Safety of electrooxidation for urea removal in a wearable artificial kidney is compromised by formation of glucose degradation products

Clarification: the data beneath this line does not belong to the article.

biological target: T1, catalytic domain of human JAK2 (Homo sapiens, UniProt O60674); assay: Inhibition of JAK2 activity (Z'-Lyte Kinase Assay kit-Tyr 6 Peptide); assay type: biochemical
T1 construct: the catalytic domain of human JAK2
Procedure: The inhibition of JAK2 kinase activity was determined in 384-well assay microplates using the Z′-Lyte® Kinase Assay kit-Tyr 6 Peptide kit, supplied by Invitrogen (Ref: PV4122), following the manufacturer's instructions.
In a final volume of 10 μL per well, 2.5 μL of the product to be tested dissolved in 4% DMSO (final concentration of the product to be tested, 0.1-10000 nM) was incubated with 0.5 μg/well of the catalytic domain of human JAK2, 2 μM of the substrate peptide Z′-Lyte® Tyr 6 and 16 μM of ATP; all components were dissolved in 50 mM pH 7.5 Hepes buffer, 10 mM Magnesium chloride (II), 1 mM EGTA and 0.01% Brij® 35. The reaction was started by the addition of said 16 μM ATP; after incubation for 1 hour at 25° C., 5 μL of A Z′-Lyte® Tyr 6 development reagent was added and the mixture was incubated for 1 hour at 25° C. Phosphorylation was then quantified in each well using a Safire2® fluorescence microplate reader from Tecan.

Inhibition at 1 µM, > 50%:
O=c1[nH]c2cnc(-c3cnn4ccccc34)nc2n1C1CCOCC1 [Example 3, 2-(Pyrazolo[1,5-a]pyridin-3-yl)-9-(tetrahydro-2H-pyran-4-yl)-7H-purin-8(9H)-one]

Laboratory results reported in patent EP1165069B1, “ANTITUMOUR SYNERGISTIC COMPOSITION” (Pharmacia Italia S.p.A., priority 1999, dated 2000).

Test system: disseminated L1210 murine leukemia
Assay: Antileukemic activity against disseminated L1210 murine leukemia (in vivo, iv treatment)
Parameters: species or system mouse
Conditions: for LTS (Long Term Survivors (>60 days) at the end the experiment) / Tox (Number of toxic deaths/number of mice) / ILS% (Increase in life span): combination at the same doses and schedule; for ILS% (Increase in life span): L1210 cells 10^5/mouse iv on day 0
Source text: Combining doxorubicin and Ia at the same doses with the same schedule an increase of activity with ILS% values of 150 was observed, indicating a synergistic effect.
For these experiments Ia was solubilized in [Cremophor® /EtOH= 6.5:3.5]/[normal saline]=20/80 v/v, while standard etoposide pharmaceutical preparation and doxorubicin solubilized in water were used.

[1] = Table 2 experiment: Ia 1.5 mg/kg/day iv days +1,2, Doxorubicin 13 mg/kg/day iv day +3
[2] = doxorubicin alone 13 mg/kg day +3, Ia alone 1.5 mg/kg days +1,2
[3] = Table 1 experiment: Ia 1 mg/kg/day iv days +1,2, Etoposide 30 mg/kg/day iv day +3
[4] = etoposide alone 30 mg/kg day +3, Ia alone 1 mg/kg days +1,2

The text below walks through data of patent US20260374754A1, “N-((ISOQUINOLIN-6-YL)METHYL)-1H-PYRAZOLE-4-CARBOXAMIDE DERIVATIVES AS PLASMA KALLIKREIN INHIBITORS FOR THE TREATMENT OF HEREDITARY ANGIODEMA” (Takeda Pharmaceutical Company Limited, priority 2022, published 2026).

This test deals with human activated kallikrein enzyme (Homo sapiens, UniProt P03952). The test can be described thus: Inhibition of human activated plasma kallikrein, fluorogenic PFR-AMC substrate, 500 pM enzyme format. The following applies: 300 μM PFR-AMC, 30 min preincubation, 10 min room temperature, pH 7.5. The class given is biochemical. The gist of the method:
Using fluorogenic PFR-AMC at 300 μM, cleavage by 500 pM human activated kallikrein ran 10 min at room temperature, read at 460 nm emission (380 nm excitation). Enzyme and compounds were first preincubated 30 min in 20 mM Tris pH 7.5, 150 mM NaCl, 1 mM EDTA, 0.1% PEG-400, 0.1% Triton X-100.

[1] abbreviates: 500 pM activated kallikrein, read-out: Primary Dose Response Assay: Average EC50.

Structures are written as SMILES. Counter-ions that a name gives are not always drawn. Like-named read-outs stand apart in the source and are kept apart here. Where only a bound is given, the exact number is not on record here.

A major challenge for the development of a wearable artificial kidney (WAK) is the removal of urea from the spent dialysate, as urea is the waste solute with the highest daily molar production and is difficult to adsorb. Here we present results on glucose degradation products (GDPs) formed during electrooxidation (EO), a technique that applies a current to the dialysate to convert urea into nitrogen, carbon dioxide, and hydrogen gas. Uremic plasma and peritoneal effluent were dialyzed for 8 hours with a WAK with and without EO-based dialysate regeneration. Samples were taken regularly during treatment. GDPs (glyoxal, methylglyoxal, and 3-deoxyglucosone) were measured in EO- and non-EO-treated fluids. Glyoxal and methylglyoxal concentrations increased 26- and 11-fold, respectively, in uremic plasma (at [glucose] 7 mmol/L) and 209- and 353-fold, respectively, in peritoneal effluent (at [glucose] 100 mmol/L) during treatment with EO, whereas no change was observed in GDP concentrations during dialysate regeneration without EO. EO for dialysate regeneration in a WAK is currently not safe due to the generation of GDPs which are not biocompatible.
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